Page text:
Oldest Land Animal Fossil Found
His discovery has been published in the peer reviewed journal African Invertebrate.
Explaining his discovery, Gess said that early life was confined to the sea and the process of terrestrialisation - the movement of life onto land - began during the Silurian Period roughly 420 million years ago. The first wave of life to move out from water onto land consisted of plants, which gradually increased in size and complexity throughout the Devonian Period.
This initial colonisation of land was closely followed by plant and debris-eating invertebrate animals such as primitive insects and millipedes. By the end of the Silurian period about 416 million years ago, predatory invertebrates such as scorpions and spiders were feeding on the earlier colonists of land.
Evidence on the earliest colonisation of land animals has up till now come only from the northern hemisphere continent of Laurasia, and there has been no evidence that Gondwana was inhabited by land living invertebrate animals at that time,” explained Gess.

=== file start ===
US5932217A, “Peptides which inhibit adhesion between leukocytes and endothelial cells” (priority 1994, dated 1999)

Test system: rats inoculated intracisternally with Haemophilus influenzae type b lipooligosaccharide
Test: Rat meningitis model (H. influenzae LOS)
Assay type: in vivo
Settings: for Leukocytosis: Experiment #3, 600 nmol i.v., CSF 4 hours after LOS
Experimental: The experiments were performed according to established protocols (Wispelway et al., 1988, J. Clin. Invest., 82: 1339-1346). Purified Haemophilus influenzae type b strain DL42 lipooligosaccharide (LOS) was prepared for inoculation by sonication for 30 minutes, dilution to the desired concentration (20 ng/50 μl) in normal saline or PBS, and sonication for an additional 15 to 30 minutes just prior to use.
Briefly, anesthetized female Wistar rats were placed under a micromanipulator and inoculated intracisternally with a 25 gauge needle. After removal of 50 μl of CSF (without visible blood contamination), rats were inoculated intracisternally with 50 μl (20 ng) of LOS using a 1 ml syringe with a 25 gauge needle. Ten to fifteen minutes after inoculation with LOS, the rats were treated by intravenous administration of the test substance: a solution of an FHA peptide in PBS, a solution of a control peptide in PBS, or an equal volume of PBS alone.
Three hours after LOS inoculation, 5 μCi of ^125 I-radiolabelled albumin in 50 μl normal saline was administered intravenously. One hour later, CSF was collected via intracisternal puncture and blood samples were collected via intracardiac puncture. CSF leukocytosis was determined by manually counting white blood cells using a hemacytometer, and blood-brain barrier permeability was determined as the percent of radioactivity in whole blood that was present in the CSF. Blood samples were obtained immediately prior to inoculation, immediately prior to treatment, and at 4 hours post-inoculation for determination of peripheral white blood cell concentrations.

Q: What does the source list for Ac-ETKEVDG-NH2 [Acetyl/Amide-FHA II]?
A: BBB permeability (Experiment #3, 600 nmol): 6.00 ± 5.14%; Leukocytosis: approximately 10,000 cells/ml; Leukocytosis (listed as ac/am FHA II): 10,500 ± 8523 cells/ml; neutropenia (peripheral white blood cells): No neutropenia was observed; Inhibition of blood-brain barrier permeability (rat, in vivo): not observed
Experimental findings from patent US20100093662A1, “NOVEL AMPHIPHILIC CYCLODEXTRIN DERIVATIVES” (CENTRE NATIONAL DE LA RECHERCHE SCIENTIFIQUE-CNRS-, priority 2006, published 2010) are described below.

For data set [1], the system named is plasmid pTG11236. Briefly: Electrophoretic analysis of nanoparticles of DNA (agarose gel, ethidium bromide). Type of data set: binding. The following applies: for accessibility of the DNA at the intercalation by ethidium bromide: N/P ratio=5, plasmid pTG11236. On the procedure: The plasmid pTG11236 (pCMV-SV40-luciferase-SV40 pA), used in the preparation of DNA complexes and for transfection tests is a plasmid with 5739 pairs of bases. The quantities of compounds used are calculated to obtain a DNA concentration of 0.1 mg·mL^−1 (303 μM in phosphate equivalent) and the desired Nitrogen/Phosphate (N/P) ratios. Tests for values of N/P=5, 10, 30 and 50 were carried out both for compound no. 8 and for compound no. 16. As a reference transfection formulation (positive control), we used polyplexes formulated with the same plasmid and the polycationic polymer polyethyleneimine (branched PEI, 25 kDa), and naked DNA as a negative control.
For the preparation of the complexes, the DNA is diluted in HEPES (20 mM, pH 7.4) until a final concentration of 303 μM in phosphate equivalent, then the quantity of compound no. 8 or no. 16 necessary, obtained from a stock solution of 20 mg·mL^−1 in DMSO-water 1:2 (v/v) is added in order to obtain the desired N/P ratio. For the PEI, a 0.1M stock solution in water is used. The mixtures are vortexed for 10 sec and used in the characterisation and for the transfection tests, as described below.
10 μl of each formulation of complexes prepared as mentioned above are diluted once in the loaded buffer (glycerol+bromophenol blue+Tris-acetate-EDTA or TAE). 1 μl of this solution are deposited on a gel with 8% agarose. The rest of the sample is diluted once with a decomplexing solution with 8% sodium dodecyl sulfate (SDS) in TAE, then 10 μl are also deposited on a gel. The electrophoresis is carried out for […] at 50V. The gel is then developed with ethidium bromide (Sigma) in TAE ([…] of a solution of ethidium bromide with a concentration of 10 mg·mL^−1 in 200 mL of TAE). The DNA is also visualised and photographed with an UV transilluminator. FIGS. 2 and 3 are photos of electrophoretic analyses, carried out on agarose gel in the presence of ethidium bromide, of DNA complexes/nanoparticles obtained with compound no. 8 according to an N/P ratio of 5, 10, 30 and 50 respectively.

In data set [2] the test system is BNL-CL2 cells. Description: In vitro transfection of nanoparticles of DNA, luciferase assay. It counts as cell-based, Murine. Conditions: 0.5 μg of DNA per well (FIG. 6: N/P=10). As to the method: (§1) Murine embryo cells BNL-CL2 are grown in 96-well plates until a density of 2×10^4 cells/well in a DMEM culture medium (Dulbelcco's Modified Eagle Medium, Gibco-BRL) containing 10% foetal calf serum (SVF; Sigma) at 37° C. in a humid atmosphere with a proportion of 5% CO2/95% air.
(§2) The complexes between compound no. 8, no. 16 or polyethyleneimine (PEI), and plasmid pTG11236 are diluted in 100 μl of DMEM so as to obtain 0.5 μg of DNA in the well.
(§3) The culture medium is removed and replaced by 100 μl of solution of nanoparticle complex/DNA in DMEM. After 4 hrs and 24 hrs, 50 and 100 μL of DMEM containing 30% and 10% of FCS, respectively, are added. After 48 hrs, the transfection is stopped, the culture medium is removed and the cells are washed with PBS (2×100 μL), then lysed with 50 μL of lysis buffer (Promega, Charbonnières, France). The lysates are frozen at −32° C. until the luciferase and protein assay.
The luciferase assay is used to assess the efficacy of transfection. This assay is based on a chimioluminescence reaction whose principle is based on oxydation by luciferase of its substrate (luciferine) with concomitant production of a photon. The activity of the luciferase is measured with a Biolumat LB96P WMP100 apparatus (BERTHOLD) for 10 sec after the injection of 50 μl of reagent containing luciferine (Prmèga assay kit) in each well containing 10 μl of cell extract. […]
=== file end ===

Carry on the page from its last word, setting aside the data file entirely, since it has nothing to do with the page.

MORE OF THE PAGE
For the first time we know for certain that not just scorpions, but whatever they were preying on were already present in the Devonian. We now know that by the end the Devonian period Gondwana also, like Laurasia, had a complex terrestrial ecosystem, comprising invertebrates and plants which had all the elements to sustain terrestrial vertebrate life that emerged around this time or slightly later,” said Gess.
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